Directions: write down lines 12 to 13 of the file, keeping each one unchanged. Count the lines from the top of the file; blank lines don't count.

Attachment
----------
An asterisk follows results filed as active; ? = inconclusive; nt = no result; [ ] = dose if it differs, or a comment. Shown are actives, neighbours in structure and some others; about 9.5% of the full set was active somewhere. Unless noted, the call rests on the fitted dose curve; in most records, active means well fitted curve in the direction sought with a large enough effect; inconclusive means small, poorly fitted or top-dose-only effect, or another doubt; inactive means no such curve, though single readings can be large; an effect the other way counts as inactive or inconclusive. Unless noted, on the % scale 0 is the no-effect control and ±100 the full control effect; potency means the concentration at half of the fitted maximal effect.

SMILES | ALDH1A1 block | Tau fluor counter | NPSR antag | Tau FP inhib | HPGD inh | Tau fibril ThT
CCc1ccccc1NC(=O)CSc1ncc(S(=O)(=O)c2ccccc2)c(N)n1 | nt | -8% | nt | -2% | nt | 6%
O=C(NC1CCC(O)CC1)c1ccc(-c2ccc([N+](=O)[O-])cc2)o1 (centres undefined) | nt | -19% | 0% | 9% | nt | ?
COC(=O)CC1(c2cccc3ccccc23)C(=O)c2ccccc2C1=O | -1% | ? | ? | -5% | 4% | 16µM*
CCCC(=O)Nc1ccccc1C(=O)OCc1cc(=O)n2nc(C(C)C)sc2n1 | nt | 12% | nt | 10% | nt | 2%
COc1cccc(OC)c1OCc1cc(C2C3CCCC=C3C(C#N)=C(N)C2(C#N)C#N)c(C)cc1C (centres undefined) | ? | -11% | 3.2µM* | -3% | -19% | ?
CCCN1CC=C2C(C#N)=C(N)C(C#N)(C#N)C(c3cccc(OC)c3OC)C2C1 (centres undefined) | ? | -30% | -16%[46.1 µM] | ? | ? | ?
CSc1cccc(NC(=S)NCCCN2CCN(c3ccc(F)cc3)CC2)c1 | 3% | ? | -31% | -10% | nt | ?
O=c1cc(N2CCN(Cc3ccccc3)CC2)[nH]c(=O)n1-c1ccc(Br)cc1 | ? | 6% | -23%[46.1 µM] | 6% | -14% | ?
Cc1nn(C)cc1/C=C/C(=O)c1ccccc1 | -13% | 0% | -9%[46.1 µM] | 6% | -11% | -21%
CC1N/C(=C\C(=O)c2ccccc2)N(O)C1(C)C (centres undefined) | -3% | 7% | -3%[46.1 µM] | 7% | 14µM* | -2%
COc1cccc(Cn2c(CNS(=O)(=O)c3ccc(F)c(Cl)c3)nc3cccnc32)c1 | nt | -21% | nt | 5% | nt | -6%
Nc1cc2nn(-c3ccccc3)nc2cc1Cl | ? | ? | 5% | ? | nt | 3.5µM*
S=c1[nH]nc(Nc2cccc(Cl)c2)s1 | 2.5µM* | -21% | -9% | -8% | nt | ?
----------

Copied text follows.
CC1N/C(=C\C(=O)c2ccccc2)N(O)C1(C)C (centres undefined) | -3% | 7% | -3%[46.1 µM] | 7% | 14µM* | -2%
COc1cccc(Cn2c(CNS(=O)(=O)c3ccc(F)c(Cl)c3)nc3cccnc32)c1 | nt | -21% | nt | 5% | nt | -6%